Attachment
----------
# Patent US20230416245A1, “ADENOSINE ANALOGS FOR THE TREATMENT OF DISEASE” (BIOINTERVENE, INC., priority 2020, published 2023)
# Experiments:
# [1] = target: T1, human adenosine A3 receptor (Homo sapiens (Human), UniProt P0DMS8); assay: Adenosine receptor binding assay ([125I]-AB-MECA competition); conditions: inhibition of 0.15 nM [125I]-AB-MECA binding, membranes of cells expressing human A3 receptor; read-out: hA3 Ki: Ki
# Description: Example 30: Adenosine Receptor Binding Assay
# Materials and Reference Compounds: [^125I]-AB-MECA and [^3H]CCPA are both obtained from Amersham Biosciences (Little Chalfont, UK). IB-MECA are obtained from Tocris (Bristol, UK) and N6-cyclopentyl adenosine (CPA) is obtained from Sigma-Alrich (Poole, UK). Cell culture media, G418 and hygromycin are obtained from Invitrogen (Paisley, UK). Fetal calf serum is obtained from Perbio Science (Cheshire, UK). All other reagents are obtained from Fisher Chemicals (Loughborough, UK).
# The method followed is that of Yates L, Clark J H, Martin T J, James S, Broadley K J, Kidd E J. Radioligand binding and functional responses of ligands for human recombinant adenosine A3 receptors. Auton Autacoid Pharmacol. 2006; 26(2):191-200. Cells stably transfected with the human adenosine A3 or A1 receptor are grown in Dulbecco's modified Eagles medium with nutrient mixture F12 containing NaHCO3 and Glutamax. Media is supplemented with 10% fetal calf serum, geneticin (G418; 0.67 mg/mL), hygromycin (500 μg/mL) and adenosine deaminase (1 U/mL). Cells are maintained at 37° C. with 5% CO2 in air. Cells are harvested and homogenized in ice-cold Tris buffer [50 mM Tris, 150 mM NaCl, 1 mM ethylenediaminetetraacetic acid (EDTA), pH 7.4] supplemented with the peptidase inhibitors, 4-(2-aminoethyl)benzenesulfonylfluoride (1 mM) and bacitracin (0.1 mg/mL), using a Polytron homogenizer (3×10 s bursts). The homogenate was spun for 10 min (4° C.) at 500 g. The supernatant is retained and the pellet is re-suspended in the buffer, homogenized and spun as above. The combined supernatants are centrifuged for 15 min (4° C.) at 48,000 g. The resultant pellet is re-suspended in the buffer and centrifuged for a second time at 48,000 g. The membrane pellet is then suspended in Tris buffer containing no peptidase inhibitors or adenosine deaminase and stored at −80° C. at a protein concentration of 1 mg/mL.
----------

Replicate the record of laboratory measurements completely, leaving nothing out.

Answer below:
# Patent US20230416245A1, “ADENOSINE ANALOGS FOR THE TREATMENT OF DISEASE” (BIOINTERVENE, INC., priority 2020, published 2023)
# Experiments:
# [1] = target: T1, human adenosine A3 receptor (Homo sapiens (Human), UniProt P0DMS8); assay: Adenosine receptor binding assay ([125I]-AB-MECA competition); conditions: inhibition of 0.15 nM [125I]-AB-MECA binding, membranes of cells expressing human A3 receptor; read-out: hA3 Ki: Ki
# Description: Example 30: Adenosine Receptor Binding Assay
# Materials and Reference Compounds: [^125I]-AB-MECA and [^3H]CCPA are both obtained from Amersham Biosciences (Little Chalfont, UK). IB-MECA are obtained from Tocris (Bristol, UK) and N6-cyclopentyl adenosine (CPA) is obtained from Sigma-Alrich (Poole, UK). Cell culture media, G418 and hygromycin are obtained from Invitrogen (Paisley, UK). Fetal calf serum is obtained from Perbio Science (Cheshire, UK). All other reagents are obtained from Fisher Chemicals (Loughborough, UK).
# The method followed is that of Yates L, Clark J H, Martin T J, James S, Broadley K J, Kidd E J. Radioligand binding and functional responses of ligands for human recombinant adenosine A3 receptors. Auton Autacoid Pharmacol. 2006; 26(2):191-200. Cells stably transfected with the human adenosine A3 or A1 receptor are grown in Dulbecco's modified Eagles medium with nutrient mixture F12 containing NaHCO3 and Glutamax. Media is supplemented with 10% fetal calf serum, geneticin (G418; 0.67 mg/mL), hygromycin (500 μg/mL) and adenosine deaminase (1 U/mL). Cells are maintained at 37° C. with 5% CO2 in air. Cells are harvested and homogenized in ice-cold Tris buffer [50 mM Tris, 150 mM NaCl, 1 mM ethylenediaminetetraacetic acid (EDTA), pH 7.4] supplemented with the peptidase inhibitors, 4-(2-aminoethyl)benzenesulfonylfluoride (1 mM) and bacitracin (0.1 mg/mL), using a Polytron homogenizer (3×10 s bursts). The homogenate was spun for 10 min (4° C.) at 500 g. The supernatant is retained and the pellet is re-suspended in the buffer, homogenized and spun as above. The combined supernatants are centrifuged for 15 min (4° C.) at 48,000 g. The resultant pellet is re-suspended in the buffer and centrifuged for a second time at 48,000 g. The membrane pellet is then suspended in Tris buffer containing no peptidase inhibitors or adenosine deaminase and stored at −80° C. at a protein concentration of 1 mg/mL.